• Saticoy Elementary School, 7850 Ethel Avenue
  • Glenwood Elementary School, 8001 Ledge Avenue
  • Roscoe Elementary School, 10765 Strathern Street
  • Charles Leroy Lowman Special Education Center, 12827 Saticoy Street
  • Camelia Avenue Elementary School, 7451 Camelia Avenue
  • Sun Valley Middle School, 7330 Bakman Avenue
  • East Valley Skill Center (Adult School), 8601 Arleta Avenue [11]
  • Fenton Leadership Academy, 8926 Sunland Boulevard, Sun Valley, California 91352


  • St. Augustine Academy, 9000 Sunland Boulevard
  • Grace Community, 13248 Roscoe Boulevard
  • Messiah Lutheran School, elementary, 12020 Cantara Street
  • Our Lady of the Holy Rosary, elementary, 7802 Vineland Avenue

Public libraries

The Los Angeles Public Library operates the Sun Valley Branch.[12]

Parks and recreation

  • The Sun Valley Recreation Center in Sun Valley includes a public swimming pool,[13] lighted baseball diamond, lighted outdoor basketball courts, a children's play area, a football field, picnic tables, a lighted soccer field, lighted tennis courts, and lighted volleyball courts.[14]
  • The Fernangeles Recreation Center in Sun Valley includes a public swimming pool,[15] an auditorium, barbecue pits, a lighted baseball diamond, lighted indoor basketball courts, lighted outdoor basketball courts, a children's play area, a lighted football field, an indoor gymnasium with weights, picnic tables, and a lighted soccer field.[16]
  • The Stonehurst Recreation Center in Sun Valley is a historic site. The center has an indoor gymnasium and auditorium with a capacity of 400 people, barbecue pits, a lighted baseball diamond, lighted outdoor basketball courts, a children's play area, a community room, a lighted football field, an indoor gymnasium with weights, picnic tables, a lighted soccer field, and volleyball courts.[17]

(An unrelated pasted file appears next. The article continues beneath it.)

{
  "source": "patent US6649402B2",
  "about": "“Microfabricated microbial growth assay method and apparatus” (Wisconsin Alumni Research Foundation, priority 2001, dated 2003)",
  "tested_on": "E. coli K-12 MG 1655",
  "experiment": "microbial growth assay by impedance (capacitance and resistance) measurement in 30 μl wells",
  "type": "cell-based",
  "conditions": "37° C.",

1. ^ a b c d Los Angeles Times"Sun Valley," Mapping L.A.,
  2. ^ a b Los Angeles TimesMap, Mapping L.A.,
  3. ^ LAFD Blogspot, "City Civil Engineer Fatality in North Hollywood"
  4. ^ Yelp listing for Ratner Property Management
  5. ^ Foundation for Wild Flowers and Native Plants
  6. ^ "Dominican Consulates in the United States of America". Embassy of the Dominican Republic in the United States. Retrieved on January 31, 2009.
  7. ^ "Los Angeles Fire Department — Fire Station 77". 
  8. ^ "Post Office Location - SUN VALLEY". United States Postal Service. Retrieved on December 6, 2008.
  9. ^ Los Angeles Times"Less Than High School," Mapping L.A.,
  10. ^ Los Angeles TimesSun Valley: Schools. Mapping L.A.,
  11. ^ North Valley Service Area- East Valley Skill Center
  12. ^ "Sun Valley Branch Library". Los Angeles Public Library.
  13. ^ LA Parks - Sun Valley Swimming Pool & Slide
  14. ^ "Sun Valley Recreation Center." City of Los Angeles. Retrieved on March 19, 2010.
  15. ^ LA Parks - Fernangeles Pool
  16. ^ "Fernangeles Recreation Center". City of Los Angeles. Retrieved on March 19, 2010.
  17. ^ "Stonehurst Recreation Center". City of Los Angeles. Retrieved on March 19, 2010.

External links

  • Sun Valley Area Neighborhood Council
  • The Theodore Payne Foundation for Wild Flowers and Native Plants — in Sun Valley.
  • Sun Valley Area Chamber of Commerce
  • Sun Valley Hills — a community website for CERT, emergency and other information.
  • Sun Valley crime map and statistics